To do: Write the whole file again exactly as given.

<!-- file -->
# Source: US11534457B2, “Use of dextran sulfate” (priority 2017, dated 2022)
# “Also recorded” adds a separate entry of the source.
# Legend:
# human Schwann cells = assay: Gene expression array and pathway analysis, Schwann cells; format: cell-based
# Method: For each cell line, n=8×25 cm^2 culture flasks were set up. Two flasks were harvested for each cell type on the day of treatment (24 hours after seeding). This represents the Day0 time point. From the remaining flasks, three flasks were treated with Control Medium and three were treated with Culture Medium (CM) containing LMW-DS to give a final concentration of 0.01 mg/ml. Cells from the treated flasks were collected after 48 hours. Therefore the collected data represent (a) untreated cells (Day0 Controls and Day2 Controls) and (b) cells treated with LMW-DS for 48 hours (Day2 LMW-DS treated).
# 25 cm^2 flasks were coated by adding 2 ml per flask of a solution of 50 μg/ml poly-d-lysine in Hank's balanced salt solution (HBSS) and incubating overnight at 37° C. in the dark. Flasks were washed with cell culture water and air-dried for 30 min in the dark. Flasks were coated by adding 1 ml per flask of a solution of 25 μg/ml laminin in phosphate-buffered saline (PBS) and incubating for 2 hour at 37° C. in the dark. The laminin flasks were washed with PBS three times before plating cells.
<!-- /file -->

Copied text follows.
# Source: US11534457B2, “Use of dextran sulfate” (priority 2017, dated 2022)
# “Also recorded” adds a separate entry of the source.
# Legend:
# human Schwann cells = assay: Gene expression array and pathway analysis, Schwann cells; format: cell-based
# Method: For each cell line, n=8×25 cm^2 culture flasks were set up. Two flasks were harvested for each cell type on the day of treatment (24 hours after seeding). This represents the Day0 time point. From the remaining flasks, three flasks were treated with Control Medium and three were treated with Culture Medium (CM) containing LMW-DS to give a final concentration of 0.01 mg/ml. Cells from the treated flasks were collected after 48 hours. Therefore the collected data represent (a) untreated cells (Day0 Controls and Day2 Controls) and (b) cells treated with LMW-DS for 48 hours (Day2 LMW-DS treated).
# 25 cm^2 flasks were coated by adding 2 ml per flask of a solution of 50 μg/ml poly-d-lysine in Hank's balanced salt solution (HBSS) and incubating overnight at 37° C. in the dark. Flasks were washed with cell culture water and air-dried for 30 min in the dark. Flasks were coated by adding 1 ml per flask of a solution of 25 μg/ml laminin in phosphate-buffered saline (PBS) and incubating for 2 hour at 37° C. in the dark. The laminin flasks were washed with PBS three times before plating cells.